Saturday, September 03, 2011


It's been a year since I last took a houseguest to visit the dams which are leaving, freeing the Elwha. The run-up has been ongoing and slow—whether you count the decades of political struggle, or the several recent years of major prep: water works, greenhouses raising native plants in vast numbers to plant out in the naked former lakebeds, new hatchery on the rez, new diking on the rez (as they are at risk of flooding when all the sediment now behind the dams raises the river bed several feet), road work, experiments in drawing down the lakes, baseline science along the river and in the nearshore part of the Strait, and all.

Salmon, come home.

This is a huge big deal, the largest dam removal/ river restoration project ever. Now we are having a long tedious run-up to the official dambusting ceremonies being staged by the Park and many local and national stakeholders later this month. It's hard to care about gala dinners and rock concerts and invitation-only bigwig ceremonials at the lower dam because in fact NO ACTUAL WORK WILL BE BEING DONE to mark the moment, not even symbolically. Meanwhile you can no longer get anywhere near either dam, and I simply didn't notice when the long-term road closures meant I'd missed a last chance to take a set of 'before' photos, not that I don't have plenty...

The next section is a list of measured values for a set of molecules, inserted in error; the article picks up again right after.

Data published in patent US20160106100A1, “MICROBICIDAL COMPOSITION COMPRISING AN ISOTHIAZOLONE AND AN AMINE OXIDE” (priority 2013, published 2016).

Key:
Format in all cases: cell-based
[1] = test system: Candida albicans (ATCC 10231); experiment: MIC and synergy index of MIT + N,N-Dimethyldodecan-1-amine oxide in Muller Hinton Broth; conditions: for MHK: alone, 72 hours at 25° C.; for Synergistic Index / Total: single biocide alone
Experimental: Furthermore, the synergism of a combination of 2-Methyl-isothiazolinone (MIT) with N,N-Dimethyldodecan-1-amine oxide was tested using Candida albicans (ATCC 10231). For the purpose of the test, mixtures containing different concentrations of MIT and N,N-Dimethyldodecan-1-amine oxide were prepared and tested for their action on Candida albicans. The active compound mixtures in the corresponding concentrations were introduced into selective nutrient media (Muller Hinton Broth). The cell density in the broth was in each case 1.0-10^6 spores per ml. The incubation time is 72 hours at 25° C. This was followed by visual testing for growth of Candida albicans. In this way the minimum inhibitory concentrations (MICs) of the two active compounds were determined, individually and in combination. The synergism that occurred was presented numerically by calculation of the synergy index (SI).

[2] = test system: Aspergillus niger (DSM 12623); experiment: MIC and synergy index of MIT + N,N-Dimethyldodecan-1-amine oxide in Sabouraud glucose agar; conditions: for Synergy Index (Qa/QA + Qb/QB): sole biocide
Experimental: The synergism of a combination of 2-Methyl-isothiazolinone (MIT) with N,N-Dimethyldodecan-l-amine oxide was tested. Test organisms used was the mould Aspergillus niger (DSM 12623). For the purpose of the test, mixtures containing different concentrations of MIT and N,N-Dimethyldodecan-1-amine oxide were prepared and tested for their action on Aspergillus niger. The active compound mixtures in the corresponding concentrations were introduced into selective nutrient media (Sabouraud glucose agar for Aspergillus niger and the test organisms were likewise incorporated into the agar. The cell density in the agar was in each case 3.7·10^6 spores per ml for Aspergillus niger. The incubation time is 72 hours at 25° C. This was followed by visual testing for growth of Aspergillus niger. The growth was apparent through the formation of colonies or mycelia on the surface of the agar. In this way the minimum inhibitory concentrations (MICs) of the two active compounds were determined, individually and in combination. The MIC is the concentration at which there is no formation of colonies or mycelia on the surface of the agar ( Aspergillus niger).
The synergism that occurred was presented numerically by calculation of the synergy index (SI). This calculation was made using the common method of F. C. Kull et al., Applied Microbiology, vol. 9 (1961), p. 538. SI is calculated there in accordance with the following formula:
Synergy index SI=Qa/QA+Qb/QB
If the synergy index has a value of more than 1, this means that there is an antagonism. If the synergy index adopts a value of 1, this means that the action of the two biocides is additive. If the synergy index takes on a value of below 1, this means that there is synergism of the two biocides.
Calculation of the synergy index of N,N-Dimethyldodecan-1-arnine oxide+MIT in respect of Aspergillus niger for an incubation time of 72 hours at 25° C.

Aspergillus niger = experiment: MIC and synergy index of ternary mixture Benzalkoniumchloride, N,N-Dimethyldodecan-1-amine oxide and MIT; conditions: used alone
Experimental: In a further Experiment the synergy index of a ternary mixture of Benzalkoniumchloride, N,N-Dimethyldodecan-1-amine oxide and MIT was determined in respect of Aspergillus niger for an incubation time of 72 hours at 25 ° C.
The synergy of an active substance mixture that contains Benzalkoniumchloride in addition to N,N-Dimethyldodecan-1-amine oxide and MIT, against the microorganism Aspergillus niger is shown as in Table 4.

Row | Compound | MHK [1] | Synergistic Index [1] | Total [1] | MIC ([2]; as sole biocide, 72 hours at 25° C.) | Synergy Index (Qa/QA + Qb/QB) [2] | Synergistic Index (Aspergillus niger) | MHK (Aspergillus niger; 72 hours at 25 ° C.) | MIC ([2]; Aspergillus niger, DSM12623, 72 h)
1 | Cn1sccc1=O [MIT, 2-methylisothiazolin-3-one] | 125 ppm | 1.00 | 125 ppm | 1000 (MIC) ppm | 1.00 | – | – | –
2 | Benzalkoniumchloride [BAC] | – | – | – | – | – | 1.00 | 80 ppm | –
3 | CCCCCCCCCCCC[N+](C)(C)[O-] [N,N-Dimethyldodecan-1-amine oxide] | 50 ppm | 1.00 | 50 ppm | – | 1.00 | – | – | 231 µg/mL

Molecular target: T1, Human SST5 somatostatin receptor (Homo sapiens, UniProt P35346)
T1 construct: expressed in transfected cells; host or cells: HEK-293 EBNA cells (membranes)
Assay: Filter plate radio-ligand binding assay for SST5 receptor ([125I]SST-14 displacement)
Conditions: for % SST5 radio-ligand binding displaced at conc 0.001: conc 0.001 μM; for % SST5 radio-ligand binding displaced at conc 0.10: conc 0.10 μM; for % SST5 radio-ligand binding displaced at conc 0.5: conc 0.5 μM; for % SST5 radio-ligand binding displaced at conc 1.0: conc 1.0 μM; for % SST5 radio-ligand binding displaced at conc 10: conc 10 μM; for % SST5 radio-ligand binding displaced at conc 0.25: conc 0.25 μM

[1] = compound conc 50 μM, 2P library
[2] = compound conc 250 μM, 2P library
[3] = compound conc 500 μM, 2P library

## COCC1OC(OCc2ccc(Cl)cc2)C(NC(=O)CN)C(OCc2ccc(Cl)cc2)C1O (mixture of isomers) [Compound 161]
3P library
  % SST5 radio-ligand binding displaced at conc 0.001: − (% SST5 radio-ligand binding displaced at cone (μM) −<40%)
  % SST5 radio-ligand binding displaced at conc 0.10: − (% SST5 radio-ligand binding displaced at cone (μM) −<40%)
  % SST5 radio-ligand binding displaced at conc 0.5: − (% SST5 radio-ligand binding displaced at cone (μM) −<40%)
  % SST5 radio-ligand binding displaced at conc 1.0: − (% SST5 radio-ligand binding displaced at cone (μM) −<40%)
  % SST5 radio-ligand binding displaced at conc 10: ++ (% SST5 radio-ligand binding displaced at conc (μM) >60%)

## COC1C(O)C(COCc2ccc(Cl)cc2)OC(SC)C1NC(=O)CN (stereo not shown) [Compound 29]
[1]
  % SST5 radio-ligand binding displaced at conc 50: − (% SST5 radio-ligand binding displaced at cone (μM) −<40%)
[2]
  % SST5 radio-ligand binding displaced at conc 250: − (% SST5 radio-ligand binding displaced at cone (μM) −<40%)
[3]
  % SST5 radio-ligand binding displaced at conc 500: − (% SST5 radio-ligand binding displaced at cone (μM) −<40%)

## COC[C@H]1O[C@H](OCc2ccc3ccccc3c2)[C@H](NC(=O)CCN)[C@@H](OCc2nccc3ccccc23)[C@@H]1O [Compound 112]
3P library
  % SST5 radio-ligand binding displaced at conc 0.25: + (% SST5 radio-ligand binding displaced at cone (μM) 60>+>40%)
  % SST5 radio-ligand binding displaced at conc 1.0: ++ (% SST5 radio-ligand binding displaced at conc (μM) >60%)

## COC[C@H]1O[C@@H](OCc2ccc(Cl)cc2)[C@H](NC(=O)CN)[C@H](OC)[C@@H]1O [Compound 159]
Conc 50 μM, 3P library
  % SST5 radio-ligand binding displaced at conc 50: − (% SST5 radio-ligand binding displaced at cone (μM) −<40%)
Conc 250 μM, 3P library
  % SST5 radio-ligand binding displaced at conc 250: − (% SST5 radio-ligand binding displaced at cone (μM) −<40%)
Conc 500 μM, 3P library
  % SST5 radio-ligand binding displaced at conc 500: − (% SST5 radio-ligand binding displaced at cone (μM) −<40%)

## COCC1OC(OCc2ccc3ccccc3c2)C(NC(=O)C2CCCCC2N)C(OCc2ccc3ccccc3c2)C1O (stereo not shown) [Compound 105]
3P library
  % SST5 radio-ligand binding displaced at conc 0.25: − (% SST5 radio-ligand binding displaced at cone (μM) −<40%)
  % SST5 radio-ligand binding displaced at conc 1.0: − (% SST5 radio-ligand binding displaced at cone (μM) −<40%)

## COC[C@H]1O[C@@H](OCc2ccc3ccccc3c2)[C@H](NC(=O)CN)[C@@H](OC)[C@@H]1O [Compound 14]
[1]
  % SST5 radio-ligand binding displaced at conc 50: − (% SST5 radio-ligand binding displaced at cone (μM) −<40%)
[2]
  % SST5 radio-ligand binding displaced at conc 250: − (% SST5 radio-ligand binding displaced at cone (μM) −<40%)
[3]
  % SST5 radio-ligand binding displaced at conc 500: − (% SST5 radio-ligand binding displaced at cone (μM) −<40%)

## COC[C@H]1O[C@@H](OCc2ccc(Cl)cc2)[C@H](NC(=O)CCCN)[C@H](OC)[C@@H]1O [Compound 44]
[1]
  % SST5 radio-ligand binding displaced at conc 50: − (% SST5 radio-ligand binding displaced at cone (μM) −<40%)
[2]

Glines Canyon Dam and Lake Mills, June 30, 2009 (Click for larger image.)

Then on Sunday the newspaper said, "A 200-foot crane, the largest piece of machinery planned for the removal of the two Elwha River dams, was being installed last week at Glines Canyon Dam. The 4100 Crane will be used in tearing down the 210-foot structure beginning Sept. 15." Aha. The real work will have already begun on the upper dam a few days before the bigwigs foregather at the lower dam. OK, then.

The other thing the paper said was that a new public viewpoint had been established overlooking Elwha Dam, the lower dam. So I went and looked. Not a whole lot to see unless they take down some trees (which why would they, this is a restoration project, not a further-depredation project). But there it is,

From the New Viewpoint for Elwha Dam, September 2, 2011 (Click for larger image.)

and three years of careful work from now it will be gone, and the river running free.

Salmon, come home. This is all for you. Salmon, come home.


Kevin R. Tipple said...

Makes you wish for Steven Seagal and a load of explosives. :))) He could bring down the dams way quicker. lol

anita said...

this is pretty epic. wish i'd seen it before.